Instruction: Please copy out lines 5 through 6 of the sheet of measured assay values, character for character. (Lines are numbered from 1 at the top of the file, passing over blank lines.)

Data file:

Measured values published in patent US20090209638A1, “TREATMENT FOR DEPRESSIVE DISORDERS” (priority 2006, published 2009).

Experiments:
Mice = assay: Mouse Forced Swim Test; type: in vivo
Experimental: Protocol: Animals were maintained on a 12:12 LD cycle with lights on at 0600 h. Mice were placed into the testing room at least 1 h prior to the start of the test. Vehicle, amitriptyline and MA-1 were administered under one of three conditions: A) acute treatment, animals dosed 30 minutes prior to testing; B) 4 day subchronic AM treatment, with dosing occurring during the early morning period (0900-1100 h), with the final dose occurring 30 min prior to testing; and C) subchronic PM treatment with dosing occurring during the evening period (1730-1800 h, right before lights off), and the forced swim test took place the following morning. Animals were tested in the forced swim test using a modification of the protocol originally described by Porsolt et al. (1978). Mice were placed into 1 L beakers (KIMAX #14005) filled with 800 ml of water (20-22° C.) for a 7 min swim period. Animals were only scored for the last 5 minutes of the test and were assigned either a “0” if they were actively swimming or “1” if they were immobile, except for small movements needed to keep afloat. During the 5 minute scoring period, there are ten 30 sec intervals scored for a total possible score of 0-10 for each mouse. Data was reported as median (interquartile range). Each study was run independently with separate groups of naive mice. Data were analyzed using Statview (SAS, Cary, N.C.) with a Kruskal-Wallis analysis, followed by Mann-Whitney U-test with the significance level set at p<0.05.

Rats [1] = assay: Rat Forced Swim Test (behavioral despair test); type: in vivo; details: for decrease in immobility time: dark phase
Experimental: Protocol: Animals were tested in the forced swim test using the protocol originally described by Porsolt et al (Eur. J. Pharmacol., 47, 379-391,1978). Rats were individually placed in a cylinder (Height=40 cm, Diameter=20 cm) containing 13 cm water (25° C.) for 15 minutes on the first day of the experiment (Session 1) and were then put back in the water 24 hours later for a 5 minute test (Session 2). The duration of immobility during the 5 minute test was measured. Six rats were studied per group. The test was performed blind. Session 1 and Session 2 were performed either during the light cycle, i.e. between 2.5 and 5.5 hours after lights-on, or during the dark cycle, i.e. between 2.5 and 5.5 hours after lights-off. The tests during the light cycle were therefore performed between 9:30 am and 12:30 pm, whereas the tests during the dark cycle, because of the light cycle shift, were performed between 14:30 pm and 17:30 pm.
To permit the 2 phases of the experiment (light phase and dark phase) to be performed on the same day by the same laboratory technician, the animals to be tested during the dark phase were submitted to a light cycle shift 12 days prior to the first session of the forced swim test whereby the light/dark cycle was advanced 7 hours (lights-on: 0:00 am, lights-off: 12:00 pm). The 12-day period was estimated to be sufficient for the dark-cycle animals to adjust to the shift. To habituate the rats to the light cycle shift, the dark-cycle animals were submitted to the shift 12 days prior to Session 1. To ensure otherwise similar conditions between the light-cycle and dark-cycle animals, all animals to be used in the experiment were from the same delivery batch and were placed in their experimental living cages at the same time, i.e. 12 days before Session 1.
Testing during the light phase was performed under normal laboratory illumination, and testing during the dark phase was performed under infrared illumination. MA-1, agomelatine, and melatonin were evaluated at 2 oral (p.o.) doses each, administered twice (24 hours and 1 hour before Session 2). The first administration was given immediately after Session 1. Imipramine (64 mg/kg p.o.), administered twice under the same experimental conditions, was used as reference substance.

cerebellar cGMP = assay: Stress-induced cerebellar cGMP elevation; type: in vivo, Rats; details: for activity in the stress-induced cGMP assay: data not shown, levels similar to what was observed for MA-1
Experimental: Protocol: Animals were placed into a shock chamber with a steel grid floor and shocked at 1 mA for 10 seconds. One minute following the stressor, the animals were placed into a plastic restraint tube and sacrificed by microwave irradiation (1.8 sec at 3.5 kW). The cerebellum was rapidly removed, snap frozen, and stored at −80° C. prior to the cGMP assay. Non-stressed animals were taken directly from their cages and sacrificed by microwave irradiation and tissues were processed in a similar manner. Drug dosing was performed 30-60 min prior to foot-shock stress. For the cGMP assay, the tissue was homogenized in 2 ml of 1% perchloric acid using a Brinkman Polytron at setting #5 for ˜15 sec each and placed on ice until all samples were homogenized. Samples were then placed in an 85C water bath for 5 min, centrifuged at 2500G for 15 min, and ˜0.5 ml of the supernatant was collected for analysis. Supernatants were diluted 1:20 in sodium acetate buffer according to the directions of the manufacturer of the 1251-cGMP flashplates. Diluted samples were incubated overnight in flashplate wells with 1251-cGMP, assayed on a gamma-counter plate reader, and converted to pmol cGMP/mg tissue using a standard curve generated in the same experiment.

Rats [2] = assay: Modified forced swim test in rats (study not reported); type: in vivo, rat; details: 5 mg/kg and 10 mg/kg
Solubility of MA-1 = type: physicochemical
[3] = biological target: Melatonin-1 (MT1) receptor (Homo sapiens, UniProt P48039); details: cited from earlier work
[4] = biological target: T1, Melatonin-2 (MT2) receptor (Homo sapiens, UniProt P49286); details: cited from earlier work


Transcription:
Rats [1] = assay: Rat Forced Swim Test (behavioral despair test); type: in vivo; details: for decrease in immobility time: dark phase
Experimental: Protocol: Animals were tested in the forced swim test using the protocol originally described by Porsolt et al (Eur. J. Pharmacol., 47, 379-391,1978). Rats were individually placed in a cylinder (Height=40 cm, Diameter=20 cm) containing 13 cm water (25° C.) for 15 minutes on the first day of the experiment (Session 1) and were then put back in the water 24 hours later for a 5 minute test (Session 2). The duration of immobility during the 5 minute test was measured. Six rats were studied per group. The test was performed blind. Session 1 and Session 2 were performed either during the light cycle, i.e. between 2.5 and 5.5 hours after lights-on, or during the dark cycle, i.e. between 2.5 and 5.5 hours after lights-off. The tests during the light cycle were therefore performed between 9:30 am and 12:30 pm, whereas the tests during the dark cycle, because of the light cycle shift, were performed between 14:30 pm and 17:30 pm.